Nicola Sturgeon has launched her bid to become the new leader of the SNP and Scotland’s first female first minister with an immediate warning that the Westminster parties will face an angry backlash if they fail to keep the promises they made on more powers for Holyrood.
HE burst out onto Edinburgh’s Royal Mile from a side street after the results swung against separation, and channelling the words of that little-known unionist Amy Winehouse, loudly sang: "They tried to make me leave the UK, I said: No! No! No!"
"I’m swithering," said a woman outside the parliament building in Edinburgh as she used a local term for swinging backwards and forwards without being able to make a decision to explain where she stood as Scotland’s future hung precariously in the balance.
THE UK looks finished, from where I’m sitting. It’s true my view is a little bit obstructed right now, after a “Yes Scotland” rally in Glasgow’s George’s Square. But no matter how the people of Scotland vote today, I believe the joyous euphoria released by the “Yes, Scotland” campaign means the days of the UK are numbered.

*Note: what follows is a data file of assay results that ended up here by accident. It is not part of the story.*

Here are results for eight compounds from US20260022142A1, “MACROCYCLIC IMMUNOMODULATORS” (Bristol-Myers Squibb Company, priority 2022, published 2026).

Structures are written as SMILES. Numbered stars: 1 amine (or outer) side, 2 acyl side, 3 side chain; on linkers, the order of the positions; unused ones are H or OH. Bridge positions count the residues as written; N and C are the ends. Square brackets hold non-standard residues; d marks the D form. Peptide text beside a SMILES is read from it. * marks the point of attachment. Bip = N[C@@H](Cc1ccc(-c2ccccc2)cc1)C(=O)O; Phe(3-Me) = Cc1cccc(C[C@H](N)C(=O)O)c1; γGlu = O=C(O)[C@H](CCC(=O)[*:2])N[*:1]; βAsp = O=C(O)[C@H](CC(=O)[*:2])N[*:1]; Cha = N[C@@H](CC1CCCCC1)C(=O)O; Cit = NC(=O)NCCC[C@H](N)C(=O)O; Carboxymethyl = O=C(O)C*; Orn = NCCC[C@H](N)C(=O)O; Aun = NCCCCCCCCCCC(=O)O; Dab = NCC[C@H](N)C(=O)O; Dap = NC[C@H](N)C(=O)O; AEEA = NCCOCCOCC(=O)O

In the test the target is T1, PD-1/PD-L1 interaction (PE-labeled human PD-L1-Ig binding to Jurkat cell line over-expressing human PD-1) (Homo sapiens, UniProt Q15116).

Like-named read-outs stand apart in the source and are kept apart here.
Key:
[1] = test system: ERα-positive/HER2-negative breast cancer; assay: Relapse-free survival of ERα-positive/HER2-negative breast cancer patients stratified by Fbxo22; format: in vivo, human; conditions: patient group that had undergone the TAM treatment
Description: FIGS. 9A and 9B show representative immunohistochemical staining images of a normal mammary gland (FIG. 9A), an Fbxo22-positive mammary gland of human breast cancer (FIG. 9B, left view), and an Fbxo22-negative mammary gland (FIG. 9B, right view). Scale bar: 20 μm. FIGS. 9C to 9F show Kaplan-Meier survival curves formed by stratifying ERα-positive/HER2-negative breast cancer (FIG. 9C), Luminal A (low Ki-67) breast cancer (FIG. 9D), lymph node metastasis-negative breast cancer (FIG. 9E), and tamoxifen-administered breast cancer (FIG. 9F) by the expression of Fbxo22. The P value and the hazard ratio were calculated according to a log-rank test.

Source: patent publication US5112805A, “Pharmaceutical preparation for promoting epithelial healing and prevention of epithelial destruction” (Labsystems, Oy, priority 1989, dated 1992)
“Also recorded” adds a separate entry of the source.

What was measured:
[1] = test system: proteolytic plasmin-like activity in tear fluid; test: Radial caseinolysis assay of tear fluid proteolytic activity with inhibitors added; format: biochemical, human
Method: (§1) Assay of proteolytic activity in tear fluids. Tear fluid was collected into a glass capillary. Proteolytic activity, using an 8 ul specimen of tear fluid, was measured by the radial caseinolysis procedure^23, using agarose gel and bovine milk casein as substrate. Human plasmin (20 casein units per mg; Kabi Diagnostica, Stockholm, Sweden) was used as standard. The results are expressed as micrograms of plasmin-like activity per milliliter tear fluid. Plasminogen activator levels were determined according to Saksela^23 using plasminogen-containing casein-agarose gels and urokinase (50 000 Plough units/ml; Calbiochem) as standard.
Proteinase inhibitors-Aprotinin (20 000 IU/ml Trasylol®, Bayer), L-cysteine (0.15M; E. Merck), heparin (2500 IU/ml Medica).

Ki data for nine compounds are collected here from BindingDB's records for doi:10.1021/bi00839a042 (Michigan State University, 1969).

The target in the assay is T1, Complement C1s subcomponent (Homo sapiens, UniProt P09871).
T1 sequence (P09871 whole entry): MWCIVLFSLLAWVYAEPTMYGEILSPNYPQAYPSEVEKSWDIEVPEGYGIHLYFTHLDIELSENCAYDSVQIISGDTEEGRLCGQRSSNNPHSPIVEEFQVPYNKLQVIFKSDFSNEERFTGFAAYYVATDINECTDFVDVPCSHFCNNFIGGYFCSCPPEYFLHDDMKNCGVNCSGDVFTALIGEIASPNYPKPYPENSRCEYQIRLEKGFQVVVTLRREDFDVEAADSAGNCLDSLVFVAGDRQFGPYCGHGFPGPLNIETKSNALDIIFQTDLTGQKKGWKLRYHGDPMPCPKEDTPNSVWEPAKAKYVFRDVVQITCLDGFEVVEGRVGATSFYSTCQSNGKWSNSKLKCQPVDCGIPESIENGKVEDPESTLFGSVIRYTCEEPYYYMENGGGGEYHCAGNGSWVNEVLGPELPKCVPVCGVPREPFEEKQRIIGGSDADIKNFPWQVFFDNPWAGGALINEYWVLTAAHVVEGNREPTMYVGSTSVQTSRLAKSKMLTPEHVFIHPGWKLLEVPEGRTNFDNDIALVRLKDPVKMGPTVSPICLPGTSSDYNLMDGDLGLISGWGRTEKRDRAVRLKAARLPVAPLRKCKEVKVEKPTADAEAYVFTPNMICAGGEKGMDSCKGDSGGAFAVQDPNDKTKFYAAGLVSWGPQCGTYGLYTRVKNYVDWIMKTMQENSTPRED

The Dáil resumes after the summer today and, as Gerard Howlin puts it so succinctly elsewhere on this page, it does so “serene in the knowledge that alone of the five main legislative assemblies on these islands, it is impervious to the possibility of effective change”.
Tomorrow the people of Scotland will vote on those most powerful and seductive ideas — the freedom to manage their own affairs and the intoxicating prospect of ending a relationship with a once-brutal and dominant neighbour that Scottish nationalists have, for centuries, described as exploitative, limiting, outdated, unwelcome, and a tarnished relic of a kind of Rudyard Kipling imperialism no longer acceptable, in Europe at least.
The edge of the union is an angry place to be. With less than 12 hours to go before Scotland decides its destiny — forever if it breaks away, for a generation if it decides to stay — it is clear that the fault lines exposed by the referendum will sear through this country for long after the ballots are counted.